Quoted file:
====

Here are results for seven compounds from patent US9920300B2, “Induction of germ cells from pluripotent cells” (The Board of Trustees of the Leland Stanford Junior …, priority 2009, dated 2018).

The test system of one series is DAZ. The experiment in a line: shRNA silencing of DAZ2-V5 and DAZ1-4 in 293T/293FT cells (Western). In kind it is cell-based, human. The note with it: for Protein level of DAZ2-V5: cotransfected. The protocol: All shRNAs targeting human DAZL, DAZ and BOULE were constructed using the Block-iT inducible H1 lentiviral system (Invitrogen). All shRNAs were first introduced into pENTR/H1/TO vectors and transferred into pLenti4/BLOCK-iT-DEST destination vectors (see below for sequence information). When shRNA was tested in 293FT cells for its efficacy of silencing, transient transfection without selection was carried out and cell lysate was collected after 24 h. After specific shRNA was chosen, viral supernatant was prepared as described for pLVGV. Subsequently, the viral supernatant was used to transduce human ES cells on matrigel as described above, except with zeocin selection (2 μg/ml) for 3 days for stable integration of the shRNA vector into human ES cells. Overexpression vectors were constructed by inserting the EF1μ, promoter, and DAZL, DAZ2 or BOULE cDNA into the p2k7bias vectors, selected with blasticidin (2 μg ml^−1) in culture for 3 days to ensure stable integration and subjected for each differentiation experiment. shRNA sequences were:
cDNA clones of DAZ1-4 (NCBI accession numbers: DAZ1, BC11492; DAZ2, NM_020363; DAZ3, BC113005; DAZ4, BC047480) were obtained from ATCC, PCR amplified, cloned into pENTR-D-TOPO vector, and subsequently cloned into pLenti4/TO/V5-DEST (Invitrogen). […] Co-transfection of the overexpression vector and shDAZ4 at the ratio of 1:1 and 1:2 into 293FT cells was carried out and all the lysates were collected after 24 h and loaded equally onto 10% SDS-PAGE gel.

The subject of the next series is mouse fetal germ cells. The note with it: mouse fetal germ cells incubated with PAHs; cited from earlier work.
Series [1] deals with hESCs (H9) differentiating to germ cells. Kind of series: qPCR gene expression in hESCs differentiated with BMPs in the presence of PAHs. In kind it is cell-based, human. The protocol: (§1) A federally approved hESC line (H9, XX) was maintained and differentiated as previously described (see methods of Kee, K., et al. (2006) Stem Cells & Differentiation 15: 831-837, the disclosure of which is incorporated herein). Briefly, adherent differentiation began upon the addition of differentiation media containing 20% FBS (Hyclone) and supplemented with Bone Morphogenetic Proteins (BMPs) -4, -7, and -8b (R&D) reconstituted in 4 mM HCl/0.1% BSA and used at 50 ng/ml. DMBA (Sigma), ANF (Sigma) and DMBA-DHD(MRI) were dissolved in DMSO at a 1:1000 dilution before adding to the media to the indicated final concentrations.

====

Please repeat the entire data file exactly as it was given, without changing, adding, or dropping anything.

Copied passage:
Here are results for seven compounds from patent US9920300B2, “Induction of germ cells from pluripotent cells” (The Board of Trustees of the Leland Stanford Junior …, priority 2009, dated 2018).

The test system of one series is DAZ. The experiment in a line: shRNA silencing of DAZ2-V5 and DAZ1-4 in 293T/293FT cells (Western). In kind it is cell-based, human. The note with it: for Protein level of DAZ2-V5: cotransfected. The protocol: All shRNAs targeting human DAZL, DAZ and BOULE were constructed using the Block-iT inducible H1 lentiviral system (Invitrogen). All shRNAs were first introduced into pENTR/H1/TO vectors and transferred into pLenti4/BLOCK-iT-DEST destination vectors (see below for sequence information). When shRNA was tested in 293FT cells for its efficacy of silencing, transient transfection without selection was carried out and cell lysate was collected after 24 h. After specific shRNA was chosen, viral supernatant was prepared as described for pLVGV. Subsequently, the viral supernatant was used to transduce human ES cells on matrigel as described above, except with zeocin selection (2 μg/ml) for 3 days for stable integration of the shRNA vector into human ES cells. Overexpression vectors were constructed by inserting the EF1μ, promoter, and DAZL, DAZ2 or BOULE cDNA into the p2k7bias vectors, selected with blasticidin (2 μg ml^−1) in culture for 3 days to ensure stable integration and subjected for each differentiation experiment. shRNA sequences were:
cDNA clones of DAZ1-4 (NCBI accession numbers: DAZ1, BC11492; DAZ2, NM_020363; DAZ3, BC113005; DAZ4, BC047480) were obtained from ATCC, PCR amplified, cloned into pENTR-D-TOPO vector, and subsequently cloned into pLenti4/TO/V5-DEST (Invitrogen). […] Co-transfection of the overexpression vector and shDAZ4 at the ratio of 1:1 and 1:2 into 293FT cells was carried out and all the lysates were collected after 24 h and loaded equally onto 10% SDS-PAGE gel.

The subject of the next series is mouse fetal germ cells. The note with it: mouse fetal germ cells incubated with PAHs; cited from earlier work.
Series [1] deals with hESCs (H9) differentiating to germ cells. Kind of series: qPCR gene expression in hESCs differentiated with BMPs in the presence of PAHs. In kind it is cell-based, human. The protocol: (§1) A federally approved hESC line (H9, XX) was maintained and differentiated as previously described (see methods of Kee, K., et al. (2006) Stem Cells & Differentiation 15: 831-837, the disclosure of which is incorporated herein). Briefly, adherent differentiation began upon the addition of differentiation media containing 20% FBS (Hyclone) and supplemented with Bone Morphogenetic Proteins (BMPs) -4, -7, and -8b (R&D) reconstituted in 4 mM HCl/0.1% BSA and used at 50 ng/ml. DMBA (Sigma), ANF (Sigma) and DMBA-DHD(MRI) were dissolved in DMSO at a 1:1000 dilution before adding to the media to the indicated final concentrations.